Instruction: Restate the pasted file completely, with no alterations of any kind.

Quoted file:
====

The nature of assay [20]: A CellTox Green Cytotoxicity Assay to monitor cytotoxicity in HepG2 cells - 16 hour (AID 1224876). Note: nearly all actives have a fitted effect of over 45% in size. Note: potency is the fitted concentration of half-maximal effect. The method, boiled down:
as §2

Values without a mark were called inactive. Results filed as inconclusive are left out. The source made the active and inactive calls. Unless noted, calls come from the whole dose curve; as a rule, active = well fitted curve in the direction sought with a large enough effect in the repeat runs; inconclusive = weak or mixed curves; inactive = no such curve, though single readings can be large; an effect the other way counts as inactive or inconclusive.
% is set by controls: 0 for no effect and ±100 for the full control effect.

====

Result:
The nature of assay [20]: A CellTox Green Cytotoxicity Assay to monitor cytotoxicity in HepG2 cells - 16 hour (AID 1224876). Note: nearly all actives have a fitted effect of over 45% in size. Note: potency is the fitted concentration of half-maximal effect. The method, boiled down:
as §2

Values without a mark were called inactive. Results filed as inconclusive are left out. The source made the active and inactive calls. Unless noted, calls come from the whole dose curve; as a rule, active = well fitted curve in the direction sought with a large enough effect in the repeat runs; inconclusive = weak or mixed curves; inactive = no such curve, though single readings can be large; an effect the other way counts as inactive or inconclusive.
% is set by controls: 0 for no effect and ±100 for the full control effect.